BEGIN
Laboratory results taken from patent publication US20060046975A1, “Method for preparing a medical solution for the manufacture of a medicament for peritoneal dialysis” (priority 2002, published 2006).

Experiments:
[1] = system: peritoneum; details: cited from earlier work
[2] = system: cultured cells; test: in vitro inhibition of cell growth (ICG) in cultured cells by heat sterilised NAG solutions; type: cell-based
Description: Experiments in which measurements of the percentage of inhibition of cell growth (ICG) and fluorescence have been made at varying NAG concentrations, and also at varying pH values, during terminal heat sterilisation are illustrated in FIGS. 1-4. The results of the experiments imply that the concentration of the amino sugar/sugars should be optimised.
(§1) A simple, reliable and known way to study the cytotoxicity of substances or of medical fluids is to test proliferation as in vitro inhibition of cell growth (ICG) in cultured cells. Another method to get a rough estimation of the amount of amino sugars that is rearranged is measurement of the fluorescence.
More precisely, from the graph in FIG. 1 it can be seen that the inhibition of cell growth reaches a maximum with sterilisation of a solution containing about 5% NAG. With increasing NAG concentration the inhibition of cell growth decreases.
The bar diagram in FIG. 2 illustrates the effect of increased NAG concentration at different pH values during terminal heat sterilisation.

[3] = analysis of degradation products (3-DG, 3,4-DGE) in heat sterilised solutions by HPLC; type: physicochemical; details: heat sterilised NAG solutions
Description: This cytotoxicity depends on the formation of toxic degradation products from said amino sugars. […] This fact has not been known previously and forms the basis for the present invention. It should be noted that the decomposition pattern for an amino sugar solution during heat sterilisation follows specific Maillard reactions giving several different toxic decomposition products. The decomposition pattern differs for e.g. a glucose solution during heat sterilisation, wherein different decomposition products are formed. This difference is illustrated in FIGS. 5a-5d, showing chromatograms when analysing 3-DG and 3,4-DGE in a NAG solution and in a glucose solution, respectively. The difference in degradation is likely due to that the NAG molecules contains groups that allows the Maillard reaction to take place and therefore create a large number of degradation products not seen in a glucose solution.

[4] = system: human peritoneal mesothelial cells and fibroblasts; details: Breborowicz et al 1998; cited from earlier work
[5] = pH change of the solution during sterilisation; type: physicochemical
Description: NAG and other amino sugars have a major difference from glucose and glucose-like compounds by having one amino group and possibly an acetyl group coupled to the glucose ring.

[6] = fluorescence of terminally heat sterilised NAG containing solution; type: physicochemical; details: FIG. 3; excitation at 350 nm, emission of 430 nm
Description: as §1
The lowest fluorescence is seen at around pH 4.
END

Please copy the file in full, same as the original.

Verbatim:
Laboratory results taken from patent publication US20060046975A1, “Method for preparing a medical solution for the manufacture of a medicament for peritoneal dialysis” (priority 2002, published 2006).

Experiments:
[1] = system: peritoneum; details: cited from earlier work
[2] = system: cultured cells; test: in vitro inhibition of cell growth (ICG) in cultured cells by heat sterilised NAG solutions; type: cell-based
Description: Experiments in which measurements of the percentage of inhibition of cell growth (ICG) and fluorescence have been made at varying NAG concentrations, and also at varying pH values, during terminal heat sterilisation are illustrated in FIGS. 1-4. The results of the experiments imply that the concentration of the amino sugar/sugars should be optimised.
(§1) A simple, reliable and known way to study the cytotoxicity of substances or of medical fluids is to test proliferation as in vitro inhibition of cell growth (ICG) in cultured cells. Another method to get a rough estimation of the amount of amino sugars that is rearranged is measurement of the fluorescence.
More precisely, from the graph in FIG. 1 it can be seen that the inhibition of cell growth reaches a maximum with sterilisation of a solution containing about 5% NAG. With increasing NAG concentration the inhibition of cell growth decreases.
The bar diagram in FIG. 2 illustrates the effect of increased NAG concentration at different pH values during terminal heat sterilisation.

[3] = analysis of degradation products (3-DG, 3,4-DGE) in heat sterilised solutions by HPLC; type: physicochemical; details: heat sterilised NAG solutions
Description: This cytotoxicity depends on the formation of toxic degradation products from said amino sugars. […] This fact has not been known previously and forms the basis for the present invention. It should be noted that the decomposition pattern for an amino sugar solution during heat sterilisation follows specific Maillard reactions giving several different toxic decomposition products. The decomposition pattern differs for e.g. a glucose solution during heat sterilisation, wherein different decomposition products are formed. This difference is illustrated in FIGS. 5a-5d, showing chromatograms when analysing 3-DG and 3,4-DGE in a NAG solution and in a glucose solution, respectively. The difference in degradation is likely due to that the NAG molecules contains groups that allows the Maillard reaction to take place and therefore create a large number of degradation products not seen in a glucose solution.

[4] = system: human peritoneal mesothelial cells and fibroblasts; details: Breborowicz et al 1998; cited from earlier work
[5] = pH change of the solution during sterilisation; type: physicochemical
Description: NAG and other amino sugars have a major difference from glucose and glucose-like compounds by having one amino group and possibly an acetyl group coupled to the glucose ring.

[6] = fluorescence of terminally heat sterilised NAG containing solution; type: physicochemical; details: FIG. 3; excitation at 350 nm, emission of 430 nm
Description: as §1
The lowest fluorescence is seen at around pH 4.